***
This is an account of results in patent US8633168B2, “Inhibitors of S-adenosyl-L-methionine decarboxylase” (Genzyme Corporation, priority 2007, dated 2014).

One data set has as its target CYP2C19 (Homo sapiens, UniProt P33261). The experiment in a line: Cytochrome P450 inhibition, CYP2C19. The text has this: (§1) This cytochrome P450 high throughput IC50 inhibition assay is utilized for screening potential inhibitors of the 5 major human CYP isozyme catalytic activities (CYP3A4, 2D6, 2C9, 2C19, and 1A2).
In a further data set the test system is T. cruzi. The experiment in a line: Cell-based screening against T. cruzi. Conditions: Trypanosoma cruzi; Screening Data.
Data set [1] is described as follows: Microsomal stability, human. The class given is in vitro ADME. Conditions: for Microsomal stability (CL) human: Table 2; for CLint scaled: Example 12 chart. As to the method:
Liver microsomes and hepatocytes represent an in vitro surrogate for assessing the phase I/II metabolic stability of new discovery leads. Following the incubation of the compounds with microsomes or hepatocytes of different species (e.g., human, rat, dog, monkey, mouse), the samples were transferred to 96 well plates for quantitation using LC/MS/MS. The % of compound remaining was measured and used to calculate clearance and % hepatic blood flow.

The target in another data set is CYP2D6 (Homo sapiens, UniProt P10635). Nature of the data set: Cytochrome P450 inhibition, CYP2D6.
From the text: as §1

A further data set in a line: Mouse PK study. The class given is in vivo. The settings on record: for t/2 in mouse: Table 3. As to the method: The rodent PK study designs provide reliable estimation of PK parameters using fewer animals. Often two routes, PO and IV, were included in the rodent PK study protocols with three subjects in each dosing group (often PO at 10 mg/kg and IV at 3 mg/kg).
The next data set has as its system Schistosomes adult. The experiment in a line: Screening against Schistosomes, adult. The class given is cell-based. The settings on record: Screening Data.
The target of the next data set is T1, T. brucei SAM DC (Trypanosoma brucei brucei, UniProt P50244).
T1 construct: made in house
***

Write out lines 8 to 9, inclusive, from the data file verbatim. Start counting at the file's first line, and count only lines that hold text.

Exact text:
A further data set in a line: Mouse PK study. The class given is in vivo. The settings on record: for t/2 in mouse: Table 3. As to the method: The rodent PK study designs provide reliable estimation of PK parameters using fewer animals. Often two routes, PO and IV, were included in the rodent PK study protocols with three subjects in each dosing group (often PO at 10 mg/kg and IV at 3 mg/kg).
The next data set has as its system Schistosomes adult. The experiment in a line: Screening against Schistosomes, adult. The class given is cell-based. The settings on record: Screening Data.